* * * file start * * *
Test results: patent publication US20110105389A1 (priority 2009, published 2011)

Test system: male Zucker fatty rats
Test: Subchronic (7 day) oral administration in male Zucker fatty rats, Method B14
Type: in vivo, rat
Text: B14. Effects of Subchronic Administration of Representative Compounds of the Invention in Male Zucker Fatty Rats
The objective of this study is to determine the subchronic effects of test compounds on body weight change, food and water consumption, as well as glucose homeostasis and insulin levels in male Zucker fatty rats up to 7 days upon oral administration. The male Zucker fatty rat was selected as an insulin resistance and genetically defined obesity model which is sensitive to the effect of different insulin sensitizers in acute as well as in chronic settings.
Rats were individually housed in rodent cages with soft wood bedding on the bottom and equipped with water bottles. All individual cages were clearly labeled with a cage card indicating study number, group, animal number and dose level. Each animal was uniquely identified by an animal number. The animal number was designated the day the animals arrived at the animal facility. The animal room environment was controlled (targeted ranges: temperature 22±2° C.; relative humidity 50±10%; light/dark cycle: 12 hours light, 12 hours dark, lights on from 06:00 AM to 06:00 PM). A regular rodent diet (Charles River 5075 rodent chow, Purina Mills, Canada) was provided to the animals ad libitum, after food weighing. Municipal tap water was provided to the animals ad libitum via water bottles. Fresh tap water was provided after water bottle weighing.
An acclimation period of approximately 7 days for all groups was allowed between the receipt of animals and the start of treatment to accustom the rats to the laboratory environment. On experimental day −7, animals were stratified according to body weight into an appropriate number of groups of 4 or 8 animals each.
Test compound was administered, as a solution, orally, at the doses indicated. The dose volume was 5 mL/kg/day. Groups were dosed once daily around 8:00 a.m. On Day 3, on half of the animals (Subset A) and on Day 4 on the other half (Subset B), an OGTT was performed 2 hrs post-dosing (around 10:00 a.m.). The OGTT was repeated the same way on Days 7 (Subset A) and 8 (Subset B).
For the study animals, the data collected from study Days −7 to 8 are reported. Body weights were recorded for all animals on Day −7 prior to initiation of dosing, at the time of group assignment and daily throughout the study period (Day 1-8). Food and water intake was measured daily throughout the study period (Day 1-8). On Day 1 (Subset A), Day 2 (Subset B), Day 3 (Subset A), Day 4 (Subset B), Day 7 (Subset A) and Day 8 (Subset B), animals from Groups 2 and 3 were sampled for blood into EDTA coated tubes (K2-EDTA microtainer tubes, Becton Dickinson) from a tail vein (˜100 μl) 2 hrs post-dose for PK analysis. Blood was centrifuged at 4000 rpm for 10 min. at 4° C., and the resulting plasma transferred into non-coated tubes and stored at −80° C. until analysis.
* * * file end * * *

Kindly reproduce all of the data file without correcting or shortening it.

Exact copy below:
Test results: patent publication US20110105389A1 (priority 2009, published 2011)

Test system: male Zucker fatty rats
Test: Subchronic (7 day) oral administration in male Zucker fatty rats, Method B14
Type: in vivo, rat
Text: B14. Effects of Subchronic Administration of Representative Compounds of the Invention in Male Zucker Fatty Rats
The objective of this study is to determine the subchronic effects of test compounds on body weight change, food and water consumption, as well as glucose homeostasis and insulin levels in male Zucker fatty rats up to 7 days upon oral administration. The male Zucker fatty rat was selected as an insulin resistance and genetically defined obesity model which is sensitive to the effect of different insulin sensitizers in acute as well as in chronic settings.
Rats were individually housed in rodent cages with soft wood bedding on the bottom and equipped with water bottles. All individual cages were clearly labeled with a cage card indicating study number, group, animal number and dose level. Each animal was uniquely identified by an animal number. The animal number was designated the day the animals arrived at the animal facility. The animal room environment was controlled (targeted ranges: temperature 22±2° C.; relative humidity 50±10%; light/dark cycle: 12 hours light, 12 hours dark, lights on from 06:00 AM to 06:00 PM). A regular rodent diet (Charles River 5075 rodent chow, Purina Mills, Canada) was provided to the animals ad libitum, after food weighing. Municipal tap water was provided to the animals ad libitum via water bottles. Fresh tap water was provided after water bottle weighing.
An acclimation period of approximately 7 days for all groups was allowed between the receipt of animals and the start of treatment to accustom the rats to the laboratory environment. On experimental day −7, animals were stratified according to body weight into an appropriate number of groups of 4 or 8 animals each.
Test compound was administered, as a solution, orally, at the doses indicated. The dose volume was 5 mL/kg/day. Groups were dosed once daily around 8:00 a.m. On Day 3, on half of the animals (Subset A) and on Day 4 on the other half (Subset B), an OGTT was performed 2 hrs post-dosing (around 10:00 a.m.). The OGTT was repeated the same way on Days 7 (Subset A) and 8 (Subset B).
For the study animals, the data collected from study Days −7 to 8 are reported. Body weights were recorded for all animals on Day −7 prior to initiation of dosing, at the time of group assignment and daily throughout the study period (Day 1-8). Food and water intake was measured daily throughout the study period (Day 1-8). On Day 1 (Subset A), Day 2 (Subset B), Day 3 (Subset A), Day 4 (Subset B), Day 7 (Subset A) and Day 8 (Subset B), animals from Groups 2 and 3 were sampled for blood into EDTA coated tubes (K2-EDTA microtainer tubes, Becton Dickinson) from a tail vein (˜100 μl) 2 hrs post-dose for PK analysis. Blood was centrifuged at 4000 rpm for 10 min. at 4° C., and the resulting plasma transferred into non-coated tubes and stored at −80° C. until analysis.